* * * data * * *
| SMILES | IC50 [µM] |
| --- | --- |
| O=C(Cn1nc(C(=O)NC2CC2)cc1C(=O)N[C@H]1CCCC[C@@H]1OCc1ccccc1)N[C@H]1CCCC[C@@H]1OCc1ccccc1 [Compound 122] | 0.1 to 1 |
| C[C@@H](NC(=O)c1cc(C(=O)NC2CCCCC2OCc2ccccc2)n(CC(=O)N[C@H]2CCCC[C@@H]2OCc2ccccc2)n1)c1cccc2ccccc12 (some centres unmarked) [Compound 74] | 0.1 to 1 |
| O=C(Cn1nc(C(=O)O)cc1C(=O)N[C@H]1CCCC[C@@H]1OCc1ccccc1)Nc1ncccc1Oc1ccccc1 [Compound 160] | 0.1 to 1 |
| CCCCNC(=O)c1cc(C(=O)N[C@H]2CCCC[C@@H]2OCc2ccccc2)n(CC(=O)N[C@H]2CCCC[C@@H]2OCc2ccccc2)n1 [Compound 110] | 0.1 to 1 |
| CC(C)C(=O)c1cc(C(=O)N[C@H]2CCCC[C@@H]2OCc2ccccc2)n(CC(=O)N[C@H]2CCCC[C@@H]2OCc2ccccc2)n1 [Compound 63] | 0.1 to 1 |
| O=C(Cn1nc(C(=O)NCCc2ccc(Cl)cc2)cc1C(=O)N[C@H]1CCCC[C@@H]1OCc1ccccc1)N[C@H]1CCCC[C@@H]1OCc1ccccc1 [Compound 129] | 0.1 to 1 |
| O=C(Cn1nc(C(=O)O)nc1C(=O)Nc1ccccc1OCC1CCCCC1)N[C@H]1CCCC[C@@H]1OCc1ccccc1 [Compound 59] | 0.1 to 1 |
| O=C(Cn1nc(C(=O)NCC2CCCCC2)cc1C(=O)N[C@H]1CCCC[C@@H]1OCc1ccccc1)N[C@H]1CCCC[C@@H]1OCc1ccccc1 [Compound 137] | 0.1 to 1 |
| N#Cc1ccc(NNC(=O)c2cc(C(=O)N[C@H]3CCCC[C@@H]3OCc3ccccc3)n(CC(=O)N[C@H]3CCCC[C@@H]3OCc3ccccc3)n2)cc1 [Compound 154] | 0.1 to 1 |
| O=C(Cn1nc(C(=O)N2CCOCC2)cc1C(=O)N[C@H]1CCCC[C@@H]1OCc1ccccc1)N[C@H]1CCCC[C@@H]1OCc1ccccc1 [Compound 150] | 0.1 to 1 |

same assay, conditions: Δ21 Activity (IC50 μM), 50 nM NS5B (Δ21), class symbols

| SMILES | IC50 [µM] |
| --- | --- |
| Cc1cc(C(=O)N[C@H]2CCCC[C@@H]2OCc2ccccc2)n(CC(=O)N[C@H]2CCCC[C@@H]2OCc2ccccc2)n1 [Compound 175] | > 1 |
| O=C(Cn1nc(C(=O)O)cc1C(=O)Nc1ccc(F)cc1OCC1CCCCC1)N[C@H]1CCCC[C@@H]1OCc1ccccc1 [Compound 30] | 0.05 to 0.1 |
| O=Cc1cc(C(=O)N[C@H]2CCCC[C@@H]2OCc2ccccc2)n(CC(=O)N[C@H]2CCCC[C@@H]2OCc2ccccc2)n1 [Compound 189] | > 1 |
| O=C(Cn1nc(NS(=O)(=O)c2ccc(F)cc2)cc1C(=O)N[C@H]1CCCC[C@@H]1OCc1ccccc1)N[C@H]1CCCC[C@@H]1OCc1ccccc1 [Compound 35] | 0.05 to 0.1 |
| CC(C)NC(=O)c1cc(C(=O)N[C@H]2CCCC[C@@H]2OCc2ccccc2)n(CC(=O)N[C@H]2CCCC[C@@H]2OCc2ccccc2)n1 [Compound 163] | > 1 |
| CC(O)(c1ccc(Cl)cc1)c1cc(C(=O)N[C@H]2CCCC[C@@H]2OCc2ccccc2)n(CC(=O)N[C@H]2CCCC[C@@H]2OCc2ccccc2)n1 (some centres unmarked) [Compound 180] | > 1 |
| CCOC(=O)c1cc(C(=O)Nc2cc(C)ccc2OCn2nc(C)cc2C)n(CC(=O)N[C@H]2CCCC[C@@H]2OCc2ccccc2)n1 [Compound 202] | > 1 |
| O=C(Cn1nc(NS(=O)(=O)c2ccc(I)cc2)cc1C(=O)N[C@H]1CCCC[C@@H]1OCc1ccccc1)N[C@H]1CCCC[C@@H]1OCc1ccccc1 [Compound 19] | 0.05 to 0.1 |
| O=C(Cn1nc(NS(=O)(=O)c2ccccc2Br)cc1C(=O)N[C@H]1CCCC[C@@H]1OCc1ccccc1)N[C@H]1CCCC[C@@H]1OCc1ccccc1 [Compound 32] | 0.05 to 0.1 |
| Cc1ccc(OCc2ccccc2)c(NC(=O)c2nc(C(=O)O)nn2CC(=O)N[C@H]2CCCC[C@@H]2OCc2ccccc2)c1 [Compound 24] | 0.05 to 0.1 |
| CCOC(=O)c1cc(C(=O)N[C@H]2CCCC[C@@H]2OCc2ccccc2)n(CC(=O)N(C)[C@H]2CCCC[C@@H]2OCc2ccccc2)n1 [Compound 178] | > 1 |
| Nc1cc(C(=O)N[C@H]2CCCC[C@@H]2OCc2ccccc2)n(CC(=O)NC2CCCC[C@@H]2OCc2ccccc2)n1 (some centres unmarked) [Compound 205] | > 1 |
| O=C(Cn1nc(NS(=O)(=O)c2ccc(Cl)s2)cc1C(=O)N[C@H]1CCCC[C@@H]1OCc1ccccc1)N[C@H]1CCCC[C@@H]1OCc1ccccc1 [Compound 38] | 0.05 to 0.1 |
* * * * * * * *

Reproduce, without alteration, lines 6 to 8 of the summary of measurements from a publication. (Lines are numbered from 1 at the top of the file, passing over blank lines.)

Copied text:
| CCCCNC(=O)c1cc(C(=O)N[C@H]2CCCC[C@@H]2OCc2ccccc2)n(CC(=O)N[C@H]2CCCC[C@@H]2OCc2ccccc2)n1 [Compound 110] | 0.1 to 1 |
| CC(C)C(=O)c1cc(C(=O)N[C@H]2CCCC[C@@H]2OCc2ccccc2)n(CC(=O)N[C@H]2CCCC[C@@H]2OCc2ccccc2)n1 [Compound 63] | 0.1 to 1 |
| O=C(Cn1nc(C(=O)NCCc2ccc(Cl)cc2)cc1C(=O)N[C@H]1CCCC[C@@H]1OCc1ccccc1)N[C@H]1CCCC[C@@H]1OCc1ccccc1 [Compound 129] | 0.1 to 1 |